By now, you may have heard of a musical called Hamilton.
In you haven’t, here’s a rundown: Since its Broadway debut in August 2015, people can’t get enough of it. They’re paying upwards of $500 for crappy seats, and close to $3,000 for good ones. It won a Pulitzer, a Grammy and 11 Tony Awards. Its composer and original star, Lin-Manuel Miranda, is now a celebrity.
In other words: People are listening to this stuff.
Networking is not just about meeting people, it’s about meeting the right people — the people who can help you move your business or career forward.
Whether you’re looking for referrals, word-of-mouth support, co-promotional opportunities, or just business advice, knowing how to build relationships and make the most of networking opportunities is key.
Nostalgia marketing is the advertising equivalent of comfort food.
In a time when most marketing focuses heavily on the future, it transports us back to a simpler place where our current problems don’t matter and the hustle and bustle of modernity just melts away. Instead of anticipating the next great thing, nostalgia marketing urges us to focus on the things we already know are great.
Pumpkin spice is reappearing on menus and fantasy football is now the hottest hallway topic – fall is finally here. With the change in the leaves comes the inevitable countdown to Cyber Monday for ecommerce marketers.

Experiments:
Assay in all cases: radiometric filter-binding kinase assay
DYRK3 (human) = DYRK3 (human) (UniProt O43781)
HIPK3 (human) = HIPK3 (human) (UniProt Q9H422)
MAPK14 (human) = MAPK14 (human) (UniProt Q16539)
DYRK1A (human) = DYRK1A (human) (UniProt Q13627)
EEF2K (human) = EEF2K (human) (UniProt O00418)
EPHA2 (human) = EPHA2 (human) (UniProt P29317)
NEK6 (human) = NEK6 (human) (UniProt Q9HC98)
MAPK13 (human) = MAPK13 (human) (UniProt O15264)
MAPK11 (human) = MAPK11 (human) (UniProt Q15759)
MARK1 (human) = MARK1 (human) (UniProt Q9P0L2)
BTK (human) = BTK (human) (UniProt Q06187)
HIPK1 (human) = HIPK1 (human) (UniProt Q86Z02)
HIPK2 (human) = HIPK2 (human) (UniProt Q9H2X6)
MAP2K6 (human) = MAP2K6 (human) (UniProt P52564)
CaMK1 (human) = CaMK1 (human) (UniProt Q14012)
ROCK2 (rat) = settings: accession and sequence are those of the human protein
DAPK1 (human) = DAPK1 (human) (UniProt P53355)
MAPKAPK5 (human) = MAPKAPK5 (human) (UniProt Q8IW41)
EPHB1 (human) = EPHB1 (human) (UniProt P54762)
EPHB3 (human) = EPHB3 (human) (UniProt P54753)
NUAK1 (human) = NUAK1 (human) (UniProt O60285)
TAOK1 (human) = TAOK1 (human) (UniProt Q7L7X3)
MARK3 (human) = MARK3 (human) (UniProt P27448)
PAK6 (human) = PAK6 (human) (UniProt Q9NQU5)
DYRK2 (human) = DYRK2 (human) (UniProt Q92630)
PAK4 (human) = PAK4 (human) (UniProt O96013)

In 2015, one out of every six dollars spent over the holiday season was spent online.
When you wear white, do you inevitably spill something all over yourself?
I recently read that 45% of Millennials want to travel more for business.
Are they crazy? I mean, I get it. Travel is an opportunity to do something different — to have an experience. But as someone who spent considerable time in seemingly endless business travel, I understand the frequent (non-recreational) flyer’s lament.
Most marketers have one goal in common: increasing the amount of traffic to their website. There are various tactics for accomplishing this goal including search engine optimization (SEO), pay per click advertising (PPC), blogging, social media marketing, etc. The problem is that SEO takes times, PPC is expensive, Google is becoming oversaturated with blog content, and social media has always had a problem proving ROI.
A central pillar for successful inbound marketing is the ability to forge a trusting relationship with your prospects and members. People can be influenced by the content your organization creates, but they love love love hearing from your current constituents more.
Digital advertising doesn’t have the best reputation amongst consumers. In fact, earlier in 2016, HubSpot Research dug into how people interact with digital advertising, and it confirmed what many marketers have known for a long time: Consumers are actively avoiding our ads.
Over half of the respondents said they used ad blockers or were planning to install one in the next six months — certainly not something most brands want to hear, but what’s the solution?